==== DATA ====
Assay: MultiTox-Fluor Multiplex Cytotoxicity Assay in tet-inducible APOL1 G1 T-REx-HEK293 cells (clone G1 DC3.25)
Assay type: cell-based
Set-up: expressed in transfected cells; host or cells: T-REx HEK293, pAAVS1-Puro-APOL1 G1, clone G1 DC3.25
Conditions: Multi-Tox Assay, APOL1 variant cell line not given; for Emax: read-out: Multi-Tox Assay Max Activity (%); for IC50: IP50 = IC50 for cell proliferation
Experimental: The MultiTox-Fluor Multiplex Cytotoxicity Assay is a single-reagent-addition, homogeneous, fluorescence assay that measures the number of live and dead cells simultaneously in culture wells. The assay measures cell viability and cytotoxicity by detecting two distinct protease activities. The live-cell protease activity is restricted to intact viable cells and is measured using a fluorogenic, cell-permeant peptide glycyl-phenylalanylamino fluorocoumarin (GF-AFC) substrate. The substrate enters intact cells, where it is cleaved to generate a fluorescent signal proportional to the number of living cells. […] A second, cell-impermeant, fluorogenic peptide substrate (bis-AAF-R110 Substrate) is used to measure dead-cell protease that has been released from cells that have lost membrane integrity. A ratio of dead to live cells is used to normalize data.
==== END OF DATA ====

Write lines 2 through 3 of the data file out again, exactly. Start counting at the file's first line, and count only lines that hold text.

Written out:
Assay type: cell-based
Set-up: expressed in transfected cells; host or cells: T-REx HEK293, pAAVS1-Puro-APOL1 G1, clone G1 DC3.25